Mozart was born in Salzburg, Austria, the son of composer, musical author, and violinist, Leopold Mozart and his wife, Anna Maria Pertl. His given names were Johann Chrysostom Wolfgang Theophilus, the last of which is Gottlieb in German, and Amadeus in Latin. He used Wolfgang and Amadeus in his signature, so he is generally known by these two names.
He displayed marked musical gifts very early, playing the keyboard confidently when aged four, composing his first pieces for it aged five, and quickly mastering the violin. Leopold was keen to exhibit his son's extraordinary talents, along with those of his gifted pianist-daughter, Maria-Anna (called Nannerl) (1751--1829), and he undertook a series of tours across Europe with them when Mozart was just six years old.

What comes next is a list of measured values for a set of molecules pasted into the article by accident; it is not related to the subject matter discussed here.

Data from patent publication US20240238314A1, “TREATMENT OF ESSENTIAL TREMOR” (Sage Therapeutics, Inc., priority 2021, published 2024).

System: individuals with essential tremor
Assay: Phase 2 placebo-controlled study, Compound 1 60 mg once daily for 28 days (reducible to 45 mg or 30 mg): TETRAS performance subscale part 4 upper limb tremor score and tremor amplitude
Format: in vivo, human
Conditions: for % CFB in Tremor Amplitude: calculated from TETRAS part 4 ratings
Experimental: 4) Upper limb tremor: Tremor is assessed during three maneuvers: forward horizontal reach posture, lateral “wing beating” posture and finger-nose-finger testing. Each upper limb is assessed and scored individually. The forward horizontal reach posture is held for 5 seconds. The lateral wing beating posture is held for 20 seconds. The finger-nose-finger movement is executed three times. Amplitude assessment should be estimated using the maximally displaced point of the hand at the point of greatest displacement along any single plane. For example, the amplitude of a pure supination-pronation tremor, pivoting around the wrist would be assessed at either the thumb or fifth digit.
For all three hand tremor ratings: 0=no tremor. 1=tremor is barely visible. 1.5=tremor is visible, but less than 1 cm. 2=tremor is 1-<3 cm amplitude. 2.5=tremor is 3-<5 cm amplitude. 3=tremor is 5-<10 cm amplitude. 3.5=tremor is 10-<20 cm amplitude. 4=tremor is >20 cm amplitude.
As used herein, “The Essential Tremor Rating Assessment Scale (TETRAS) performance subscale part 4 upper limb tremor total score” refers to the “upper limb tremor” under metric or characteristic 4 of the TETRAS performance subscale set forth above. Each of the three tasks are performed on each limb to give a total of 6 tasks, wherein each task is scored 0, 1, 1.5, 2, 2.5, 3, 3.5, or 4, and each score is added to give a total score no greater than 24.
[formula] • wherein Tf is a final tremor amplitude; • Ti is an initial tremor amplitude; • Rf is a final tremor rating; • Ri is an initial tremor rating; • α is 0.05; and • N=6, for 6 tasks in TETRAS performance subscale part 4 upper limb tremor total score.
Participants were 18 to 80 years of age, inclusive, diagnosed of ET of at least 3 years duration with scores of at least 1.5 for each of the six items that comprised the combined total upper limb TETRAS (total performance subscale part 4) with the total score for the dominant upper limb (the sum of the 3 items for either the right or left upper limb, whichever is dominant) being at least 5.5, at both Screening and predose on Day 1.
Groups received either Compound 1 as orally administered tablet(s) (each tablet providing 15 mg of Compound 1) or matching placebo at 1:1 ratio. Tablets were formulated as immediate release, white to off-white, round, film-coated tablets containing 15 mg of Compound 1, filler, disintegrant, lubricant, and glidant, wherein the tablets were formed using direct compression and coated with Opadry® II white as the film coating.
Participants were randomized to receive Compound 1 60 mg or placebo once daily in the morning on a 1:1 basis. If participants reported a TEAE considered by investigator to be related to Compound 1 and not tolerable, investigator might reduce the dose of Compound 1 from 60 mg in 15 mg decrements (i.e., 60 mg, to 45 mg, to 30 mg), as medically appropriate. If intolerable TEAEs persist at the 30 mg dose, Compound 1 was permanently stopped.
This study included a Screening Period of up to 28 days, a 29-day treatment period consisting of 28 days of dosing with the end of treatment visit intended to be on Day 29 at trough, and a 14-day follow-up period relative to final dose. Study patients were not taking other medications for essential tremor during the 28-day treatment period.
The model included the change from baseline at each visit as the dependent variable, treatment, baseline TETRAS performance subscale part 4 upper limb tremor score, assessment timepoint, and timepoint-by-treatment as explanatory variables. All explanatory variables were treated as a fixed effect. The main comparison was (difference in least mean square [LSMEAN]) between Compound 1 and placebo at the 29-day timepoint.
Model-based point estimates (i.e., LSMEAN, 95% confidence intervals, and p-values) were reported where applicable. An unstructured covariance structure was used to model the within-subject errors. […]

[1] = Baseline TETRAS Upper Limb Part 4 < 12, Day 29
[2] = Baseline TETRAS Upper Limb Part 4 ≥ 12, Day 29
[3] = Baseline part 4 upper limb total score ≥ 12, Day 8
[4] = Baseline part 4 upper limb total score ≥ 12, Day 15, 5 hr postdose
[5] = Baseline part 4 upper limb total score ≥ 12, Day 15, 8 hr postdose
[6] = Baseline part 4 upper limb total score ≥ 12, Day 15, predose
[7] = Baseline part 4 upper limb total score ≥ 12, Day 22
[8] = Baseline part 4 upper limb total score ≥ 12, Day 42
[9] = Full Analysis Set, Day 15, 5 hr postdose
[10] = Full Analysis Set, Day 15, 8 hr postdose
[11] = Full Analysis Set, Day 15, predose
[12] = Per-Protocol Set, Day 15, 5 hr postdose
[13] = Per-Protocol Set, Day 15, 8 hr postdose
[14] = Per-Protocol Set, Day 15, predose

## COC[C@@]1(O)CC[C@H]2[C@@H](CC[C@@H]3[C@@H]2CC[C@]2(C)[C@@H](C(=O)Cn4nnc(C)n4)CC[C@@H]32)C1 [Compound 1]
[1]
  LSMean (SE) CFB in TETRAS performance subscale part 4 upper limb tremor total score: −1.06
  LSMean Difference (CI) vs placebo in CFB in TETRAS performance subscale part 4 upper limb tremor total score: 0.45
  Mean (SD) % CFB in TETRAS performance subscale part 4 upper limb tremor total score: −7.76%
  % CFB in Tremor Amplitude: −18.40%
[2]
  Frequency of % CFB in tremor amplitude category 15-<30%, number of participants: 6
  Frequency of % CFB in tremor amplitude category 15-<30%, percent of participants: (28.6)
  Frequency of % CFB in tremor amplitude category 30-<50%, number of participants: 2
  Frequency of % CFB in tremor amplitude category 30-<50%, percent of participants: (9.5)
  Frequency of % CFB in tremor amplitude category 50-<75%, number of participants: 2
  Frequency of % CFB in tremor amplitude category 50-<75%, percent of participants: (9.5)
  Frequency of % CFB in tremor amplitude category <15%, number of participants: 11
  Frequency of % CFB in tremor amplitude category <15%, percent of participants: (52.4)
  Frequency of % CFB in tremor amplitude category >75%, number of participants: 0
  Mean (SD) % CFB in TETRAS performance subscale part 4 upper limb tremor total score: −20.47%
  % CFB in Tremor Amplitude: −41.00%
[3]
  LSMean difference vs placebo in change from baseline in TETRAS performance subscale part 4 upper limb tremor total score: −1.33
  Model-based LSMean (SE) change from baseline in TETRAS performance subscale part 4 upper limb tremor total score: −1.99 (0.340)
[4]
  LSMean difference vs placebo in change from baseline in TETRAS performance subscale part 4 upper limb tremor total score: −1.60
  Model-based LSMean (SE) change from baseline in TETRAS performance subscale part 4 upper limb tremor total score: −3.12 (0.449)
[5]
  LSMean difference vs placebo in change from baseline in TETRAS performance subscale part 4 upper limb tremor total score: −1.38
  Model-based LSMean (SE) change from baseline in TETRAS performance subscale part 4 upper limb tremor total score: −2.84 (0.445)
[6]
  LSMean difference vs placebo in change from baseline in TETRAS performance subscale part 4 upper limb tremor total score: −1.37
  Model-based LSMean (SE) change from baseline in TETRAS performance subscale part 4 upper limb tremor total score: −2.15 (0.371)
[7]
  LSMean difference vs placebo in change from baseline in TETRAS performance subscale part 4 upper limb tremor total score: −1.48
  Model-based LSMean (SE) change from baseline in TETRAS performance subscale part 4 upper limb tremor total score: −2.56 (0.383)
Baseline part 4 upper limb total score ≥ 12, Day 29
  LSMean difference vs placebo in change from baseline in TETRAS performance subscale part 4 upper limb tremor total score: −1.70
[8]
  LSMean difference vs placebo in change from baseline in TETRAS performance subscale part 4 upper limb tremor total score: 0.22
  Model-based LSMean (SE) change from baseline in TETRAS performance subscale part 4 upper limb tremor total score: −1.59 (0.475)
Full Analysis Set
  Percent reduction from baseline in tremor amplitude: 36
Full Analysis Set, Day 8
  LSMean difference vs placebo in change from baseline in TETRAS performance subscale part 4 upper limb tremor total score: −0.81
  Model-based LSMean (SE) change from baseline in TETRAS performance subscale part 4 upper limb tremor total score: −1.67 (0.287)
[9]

In 1767 the family went to Vienna for five months, where Mozart wrote an opera buffa (comic opera) for the Emperor, La finta semplice (trans, the Pretend Simpleton); and a Singspiel (a German-language opera with some spoken dialogue), Bastien und Bastienne (1769), commissioned by Dr Franz Anton Mesmer. However, in Vienna, the Italian musicians at court, including the composer Antonio Salieri, made it difficult for him to produce his operas. He returned to Salzburg, and was appointed honorary Konzertmeister to Archbishop Sigismund von Schrattenbach.
There followed three extended visits by father and son to Italy (1770--2). Musical experience gained on these tours helped mold Mozart's style, especially in dramatic music. He was prolific, writing sacred vocal pieces and instrumental works too. By 1772 he had written about 25 symphonies (some are lost), and his first quartets. Further quartets and symphonies followed during and...